During a plea a plaintiff may allege that a contract or trespass was made in the marketplace, in order to exclude his adversary from waging his law and to obtain a favourable inquest from a vicinity other than that where the deed was actually committed. If the defendant wishes he may be given the chance to disprove that it was in the marketplace; if an inquest or confession of the plaintiff finds that it was not, the plaintiff shall be in mercy for making a false plea, but shall nonetheless be allowed to enter a new plea and have a new inquest based on the location where the deed actually took place. The same is to hold for deeds alleged to be committed at the fish quay during fishing season. If a plea is to be decided by inquest, it is to be made by men of the vicinity in which the deed was committed. If it is found that a contract or trespass was done in the market, the plaintiff must initiate his complaint within 15 days of the deed; if the plaintiff waits longer without prosecuting, the defendant may be at his law if he wishes, regardless of the market being named as the location.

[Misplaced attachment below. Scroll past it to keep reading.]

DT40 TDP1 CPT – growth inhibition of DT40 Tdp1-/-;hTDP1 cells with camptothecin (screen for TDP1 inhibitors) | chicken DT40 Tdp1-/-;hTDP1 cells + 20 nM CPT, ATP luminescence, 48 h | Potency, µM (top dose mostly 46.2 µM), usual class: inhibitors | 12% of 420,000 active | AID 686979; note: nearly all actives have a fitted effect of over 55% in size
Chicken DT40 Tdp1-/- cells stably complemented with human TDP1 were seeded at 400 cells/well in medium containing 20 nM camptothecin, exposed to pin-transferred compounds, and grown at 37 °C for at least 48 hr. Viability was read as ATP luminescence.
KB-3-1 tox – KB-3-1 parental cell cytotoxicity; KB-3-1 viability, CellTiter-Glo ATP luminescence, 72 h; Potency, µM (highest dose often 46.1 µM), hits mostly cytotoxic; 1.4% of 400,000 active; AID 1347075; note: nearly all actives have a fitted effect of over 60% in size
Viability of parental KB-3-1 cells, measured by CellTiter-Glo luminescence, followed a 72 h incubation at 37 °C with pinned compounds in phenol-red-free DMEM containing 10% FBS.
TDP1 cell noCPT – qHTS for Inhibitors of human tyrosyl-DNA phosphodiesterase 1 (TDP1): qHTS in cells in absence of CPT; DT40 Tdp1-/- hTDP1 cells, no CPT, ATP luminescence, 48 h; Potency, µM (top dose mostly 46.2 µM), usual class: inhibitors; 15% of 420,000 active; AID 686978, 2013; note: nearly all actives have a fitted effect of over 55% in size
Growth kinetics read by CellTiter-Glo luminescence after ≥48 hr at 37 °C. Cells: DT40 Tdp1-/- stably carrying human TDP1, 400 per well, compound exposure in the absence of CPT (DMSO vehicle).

[It was evidently felt a superior means of getting to the truth of a case to have an inquest of witnesses from the marketplace or quay – busy locations where witnesses would not be in short supply – than to rely on the word of the parties supported by compurgators (who were really more akin to character witnesses than witnesses to events central to the plea). Compurgation was the necessary resort where witnesses to events were lacking, or where (as indicated at the end of this chapter) so much time had elapsed after the deed that witnesses might be hard to find, or perhaps their memory hard to trust. The opening of the chapter, however, does suggest that an inquest could be "fixed" by obtaining jurors from a location where one of the parties was in favour. The qualifier "in fishing season" appears in the Liber Consuetudinum version but not the later one of the Book of Pleas; this may simply be a scribal omission.]